In his latest health push, New York City Mayor Michael Bloomberg proposed a bill that would require retailers to keep tobacco products out of sight.
It's companion bill, however, is seeking to ban cheap cigarettes and cigarillos by setting a price floor of $10.50 a pack across the board. The bill also keeps retailers from accepting coupons offered by tobacco retailers, The New York Times reports.
The New York City health department said $10.50 was the median price of the lowest-priced packs in more than 300 city stores. That, and the prohibition on coupons or discounts, will "thwart the tobacco companies' ability to prey on low-income and minority smokers," Dr. Kurt Ribisl — a professor of public health at the University of North Carolina, Chapel Hill, whose research influenced the mayor's proposal — told The Times.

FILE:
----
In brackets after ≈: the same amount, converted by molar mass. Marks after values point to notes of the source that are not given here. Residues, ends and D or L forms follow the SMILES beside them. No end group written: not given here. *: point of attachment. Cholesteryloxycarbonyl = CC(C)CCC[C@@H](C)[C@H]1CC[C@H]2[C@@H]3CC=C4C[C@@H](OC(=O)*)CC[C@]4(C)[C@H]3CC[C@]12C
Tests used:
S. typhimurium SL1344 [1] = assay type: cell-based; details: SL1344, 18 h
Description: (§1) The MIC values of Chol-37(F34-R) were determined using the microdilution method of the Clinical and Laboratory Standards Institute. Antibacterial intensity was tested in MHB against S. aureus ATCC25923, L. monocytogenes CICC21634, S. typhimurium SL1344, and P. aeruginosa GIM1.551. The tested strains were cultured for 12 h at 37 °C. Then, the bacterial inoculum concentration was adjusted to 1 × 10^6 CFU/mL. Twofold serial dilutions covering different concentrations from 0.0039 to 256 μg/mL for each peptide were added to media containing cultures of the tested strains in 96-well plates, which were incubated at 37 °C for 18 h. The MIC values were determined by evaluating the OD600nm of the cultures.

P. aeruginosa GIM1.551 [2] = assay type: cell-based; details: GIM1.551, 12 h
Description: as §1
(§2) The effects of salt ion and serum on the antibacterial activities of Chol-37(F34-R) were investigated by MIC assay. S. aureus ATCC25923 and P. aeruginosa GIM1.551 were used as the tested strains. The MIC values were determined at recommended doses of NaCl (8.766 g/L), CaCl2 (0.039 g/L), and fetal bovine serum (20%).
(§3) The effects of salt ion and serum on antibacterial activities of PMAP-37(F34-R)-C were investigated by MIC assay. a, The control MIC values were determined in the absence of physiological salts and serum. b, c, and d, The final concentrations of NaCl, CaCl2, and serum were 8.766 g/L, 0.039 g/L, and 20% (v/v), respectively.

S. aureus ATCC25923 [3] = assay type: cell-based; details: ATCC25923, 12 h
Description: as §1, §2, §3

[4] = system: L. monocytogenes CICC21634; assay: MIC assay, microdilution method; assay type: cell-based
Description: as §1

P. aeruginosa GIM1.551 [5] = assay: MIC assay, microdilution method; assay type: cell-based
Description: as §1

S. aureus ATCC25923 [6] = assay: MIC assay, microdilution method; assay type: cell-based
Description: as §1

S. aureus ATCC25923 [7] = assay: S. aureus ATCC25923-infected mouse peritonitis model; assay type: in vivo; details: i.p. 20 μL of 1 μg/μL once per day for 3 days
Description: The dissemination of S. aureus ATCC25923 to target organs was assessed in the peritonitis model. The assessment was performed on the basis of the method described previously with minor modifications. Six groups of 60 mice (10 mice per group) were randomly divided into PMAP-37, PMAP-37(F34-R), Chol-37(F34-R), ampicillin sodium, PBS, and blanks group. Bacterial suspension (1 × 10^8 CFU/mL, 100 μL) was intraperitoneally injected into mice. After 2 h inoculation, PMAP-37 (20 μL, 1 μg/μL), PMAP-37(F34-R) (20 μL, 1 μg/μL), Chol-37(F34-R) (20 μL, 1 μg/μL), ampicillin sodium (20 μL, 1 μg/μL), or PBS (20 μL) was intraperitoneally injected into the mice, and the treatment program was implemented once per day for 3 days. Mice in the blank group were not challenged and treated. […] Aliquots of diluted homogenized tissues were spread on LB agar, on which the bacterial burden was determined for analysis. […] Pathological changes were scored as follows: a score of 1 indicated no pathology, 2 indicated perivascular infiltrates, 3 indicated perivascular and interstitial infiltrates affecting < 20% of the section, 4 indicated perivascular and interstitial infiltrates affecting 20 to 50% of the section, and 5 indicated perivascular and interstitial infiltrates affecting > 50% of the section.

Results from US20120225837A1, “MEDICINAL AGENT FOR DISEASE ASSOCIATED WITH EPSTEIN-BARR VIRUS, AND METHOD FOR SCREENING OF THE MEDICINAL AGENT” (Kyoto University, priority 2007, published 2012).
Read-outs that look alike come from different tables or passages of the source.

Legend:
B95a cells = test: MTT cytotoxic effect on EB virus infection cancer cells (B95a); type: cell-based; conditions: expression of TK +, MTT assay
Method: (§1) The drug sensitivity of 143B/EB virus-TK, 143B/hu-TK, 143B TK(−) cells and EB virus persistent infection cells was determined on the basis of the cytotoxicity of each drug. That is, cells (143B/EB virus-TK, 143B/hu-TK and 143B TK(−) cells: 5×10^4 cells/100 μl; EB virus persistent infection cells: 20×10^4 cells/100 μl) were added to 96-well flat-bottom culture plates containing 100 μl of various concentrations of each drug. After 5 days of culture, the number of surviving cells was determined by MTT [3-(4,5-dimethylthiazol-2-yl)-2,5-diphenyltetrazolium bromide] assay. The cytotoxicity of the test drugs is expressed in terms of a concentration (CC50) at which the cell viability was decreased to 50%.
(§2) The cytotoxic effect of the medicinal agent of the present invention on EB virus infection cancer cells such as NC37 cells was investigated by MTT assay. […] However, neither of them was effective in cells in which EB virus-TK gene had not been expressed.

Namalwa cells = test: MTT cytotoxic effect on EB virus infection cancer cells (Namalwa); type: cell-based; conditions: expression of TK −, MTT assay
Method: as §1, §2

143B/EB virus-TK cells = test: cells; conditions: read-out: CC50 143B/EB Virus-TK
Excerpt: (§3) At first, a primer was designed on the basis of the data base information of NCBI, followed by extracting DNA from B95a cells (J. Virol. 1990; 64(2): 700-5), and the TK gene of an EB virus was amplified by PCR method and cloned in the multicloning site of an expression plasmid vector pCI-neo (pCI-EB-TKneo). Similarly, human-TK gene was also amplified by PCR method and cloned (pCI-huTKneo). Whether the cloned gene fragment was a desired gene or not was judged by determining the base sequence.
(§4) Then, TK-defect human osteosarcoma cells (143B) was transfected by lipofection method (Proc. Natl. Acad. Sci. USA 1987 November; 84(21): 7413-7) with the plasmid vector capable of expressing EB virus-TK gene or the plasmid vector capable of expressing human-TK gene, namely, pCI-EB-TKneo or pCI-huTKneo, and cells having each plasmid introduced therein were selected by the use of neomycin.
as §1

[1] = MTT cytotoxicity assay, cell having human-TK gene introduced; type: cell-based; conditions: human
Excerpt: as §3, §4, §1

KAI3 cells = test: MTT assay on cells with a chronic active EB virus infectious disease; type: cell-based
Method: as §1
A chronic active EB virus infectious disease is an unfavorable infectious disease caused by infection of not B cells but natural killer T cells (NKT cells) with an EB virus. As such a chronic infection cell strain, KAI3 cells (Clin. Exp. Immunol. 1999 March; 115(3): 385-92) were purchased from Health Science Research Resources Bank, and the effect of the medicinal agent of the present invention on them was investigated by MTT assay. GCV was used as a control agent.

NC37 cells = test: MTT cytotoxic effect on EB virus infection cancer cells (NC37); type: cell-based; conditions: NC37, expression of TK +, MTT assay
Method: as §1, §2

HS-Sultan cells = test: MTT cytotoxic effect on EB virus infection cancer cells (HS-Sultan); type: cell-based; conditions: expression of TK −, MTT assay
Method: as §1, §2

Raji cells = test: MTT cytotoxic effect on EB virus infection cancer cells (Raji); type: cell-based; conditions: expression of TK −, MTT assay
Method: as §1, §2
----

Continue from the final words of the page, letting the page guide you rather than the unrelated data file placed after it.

David Sutton, a spokesman for Altria, parent company of Philip Morris USA, said the administration should instead look at the illegal cigarette trade.
"Piling on additional regulations designed to get at youth access when the sales compliance rate at licensed retailers is very, very high already — we just don't think that's the right approach," Mr. Sutton told The Times.
City and state taxes already add $5.85 to the cost of every pack of smokes, making it the highest in the country.
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